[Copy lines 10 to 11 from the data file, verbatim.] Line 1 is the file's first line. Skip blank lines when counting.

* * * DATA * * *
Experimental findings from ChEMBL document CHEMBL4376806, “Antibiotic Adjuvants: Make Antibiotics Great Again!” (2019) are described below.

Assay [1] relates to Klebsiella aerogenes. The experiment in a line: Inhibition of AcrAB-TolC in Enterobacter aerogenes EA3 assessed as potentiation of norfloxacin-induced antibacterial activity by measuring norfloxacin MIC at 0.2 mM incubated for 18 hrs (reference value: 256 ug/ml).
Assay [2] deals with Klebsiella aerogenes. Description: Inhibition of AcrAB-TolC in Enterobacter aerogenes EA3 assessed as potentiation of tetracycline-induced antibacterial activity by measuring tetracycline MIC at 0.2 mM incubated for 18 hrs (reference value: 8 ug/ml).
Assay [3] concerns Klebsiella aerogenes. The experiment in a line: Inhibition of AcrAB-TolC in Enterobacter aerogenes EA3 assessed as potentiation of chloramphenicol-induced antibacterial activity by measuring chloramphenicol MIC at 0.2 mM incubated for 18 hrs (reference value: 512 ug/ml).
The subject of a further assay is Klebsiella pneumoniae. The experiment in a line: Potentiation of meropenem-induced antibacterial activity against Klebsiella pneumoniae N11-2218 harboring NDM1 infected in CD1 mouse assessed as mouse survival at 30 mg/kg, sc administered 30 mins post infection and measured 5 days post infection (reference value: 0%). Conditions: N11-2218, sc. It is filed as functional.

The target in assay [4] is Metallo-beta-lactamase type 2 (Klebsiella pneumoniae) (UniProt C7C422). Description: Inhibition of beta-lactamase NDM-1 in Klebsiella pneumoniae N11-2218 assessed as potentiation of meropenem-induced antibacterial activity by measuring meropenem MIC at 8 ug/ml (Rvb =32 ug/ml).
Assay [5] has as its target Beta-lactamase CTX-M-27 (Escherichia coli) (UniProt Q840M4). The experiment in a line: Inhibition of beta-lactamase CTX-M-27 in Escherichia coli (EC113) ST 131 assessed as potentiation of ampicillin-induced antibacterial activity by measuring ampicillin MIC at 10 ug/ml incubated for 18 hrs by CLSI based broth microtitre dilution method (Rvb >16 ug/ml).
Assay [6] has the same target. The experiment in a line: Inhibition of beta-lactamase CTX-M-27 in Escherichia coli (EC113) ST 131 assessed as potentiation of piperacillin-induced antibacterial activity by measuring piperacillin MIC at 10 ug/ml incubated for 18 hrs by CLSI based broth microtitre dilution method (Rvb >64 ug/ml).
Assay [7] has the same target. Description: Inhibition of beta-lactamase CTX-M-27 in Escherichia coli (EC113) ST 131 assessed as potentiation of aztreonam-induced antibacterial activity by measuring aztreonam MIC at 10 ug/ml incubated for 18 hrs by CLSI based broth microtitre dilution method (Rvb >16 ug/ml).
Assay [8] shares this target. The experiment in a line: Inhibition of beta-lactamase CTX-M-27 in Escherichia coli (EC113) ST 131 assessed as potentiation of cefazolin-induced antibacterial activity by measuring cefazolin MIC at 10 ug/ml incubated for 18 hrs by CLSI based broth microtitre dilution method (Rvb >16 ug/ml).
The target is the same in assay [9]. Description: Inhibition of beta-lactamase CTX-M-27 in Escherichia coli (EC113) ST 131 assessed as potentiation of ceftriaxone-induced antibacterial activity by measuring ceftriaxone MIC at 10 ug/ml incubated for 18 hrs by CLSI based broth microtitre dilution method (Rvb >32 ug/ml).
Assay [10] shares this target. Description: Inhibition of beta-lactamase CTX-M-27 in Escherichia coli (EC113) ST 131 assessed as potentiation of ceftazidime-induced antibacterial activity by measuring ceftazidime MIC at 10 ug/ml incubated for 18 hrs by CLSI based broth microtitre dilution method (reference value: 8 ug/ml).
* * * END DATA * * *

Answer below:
Assay [8] shares this target. The experiment in a line: Inhibition of beta-lactamase CTX-M-27 in Escherichia coli (EC113) ST 131 assessed as potentiation of cefazolin-induced antibacterial activity by measuring cefazolin MIC at 10 ug/ml incubated for 18 hrs by CLSI based broth microtitre dilution method (Rvb >16 ug/ml).
The target is the same in assay [9]. Description: Inhibition of beta-lactamase CTX-M-27 in Escherichia coli (EC113) ST 131 assessed as potentiation of ceftriaxone-induced antibacterial activity by measuring ceftriaxone MIC at 10 ug/ml incubated for 18 hrs by CLSI based broth microtitre dilution method (Rvb >32 ug/ml).